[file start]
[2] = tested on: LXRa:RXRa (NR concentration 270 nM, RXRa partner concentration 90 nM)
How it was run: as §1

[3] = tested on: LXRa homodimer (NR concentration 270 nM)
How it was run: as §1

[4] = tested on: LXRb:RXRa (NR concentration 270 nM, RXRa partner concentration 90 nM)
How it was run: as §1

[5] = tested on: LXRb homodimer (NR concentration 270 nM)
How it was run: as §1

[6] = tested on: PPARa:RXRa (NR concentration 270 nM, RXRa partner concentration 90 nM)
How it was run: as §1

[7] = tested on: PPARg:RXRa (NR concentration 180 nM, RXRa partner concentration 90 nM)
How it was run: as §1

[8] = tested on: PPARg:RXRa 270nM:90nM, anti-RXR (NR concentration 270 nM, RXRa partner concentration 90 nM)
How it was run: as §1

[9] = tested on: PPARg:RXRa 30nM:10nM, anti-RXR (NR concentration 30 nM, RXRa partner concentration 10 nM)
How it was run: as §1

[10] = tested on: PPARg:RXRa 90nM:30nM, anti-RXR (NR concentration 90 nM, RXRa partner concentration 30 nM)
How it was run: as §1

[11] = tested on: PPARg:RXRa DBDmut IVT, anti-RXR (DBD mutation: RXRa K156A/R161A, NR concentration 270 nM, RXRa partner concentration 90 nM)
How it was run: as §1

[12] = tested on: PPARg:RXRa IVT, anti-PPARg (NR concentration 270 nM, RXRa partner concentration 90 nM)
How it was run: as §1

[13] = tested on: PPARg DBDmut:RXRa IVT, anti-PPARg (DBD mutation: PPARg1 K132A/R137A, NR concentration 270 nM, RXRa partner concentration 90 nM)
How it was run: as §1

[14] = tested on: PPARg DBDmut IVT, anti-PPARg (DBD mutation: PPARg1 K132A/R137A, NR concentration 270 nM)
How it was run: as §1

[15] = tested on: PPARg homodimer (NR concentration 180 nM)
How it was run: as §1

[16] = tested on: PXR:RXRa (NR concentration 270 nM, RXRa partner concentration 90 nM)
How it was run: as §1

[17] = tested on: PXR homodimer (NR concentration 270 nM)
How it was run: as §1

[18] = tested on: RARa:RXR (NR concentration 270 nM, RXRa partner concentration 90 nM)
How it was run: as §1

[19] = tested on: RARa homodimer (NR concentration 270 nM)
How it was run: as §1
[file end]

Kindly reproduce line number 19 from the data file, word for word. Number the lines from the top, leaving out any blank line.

[11] = tested on: PPARg:RXRa DBDmut IVT, anti-RXR (DBD mutation: RXRa K156A/R161A, NR concentration 270 nM, RXRa partner concentration 90 nM)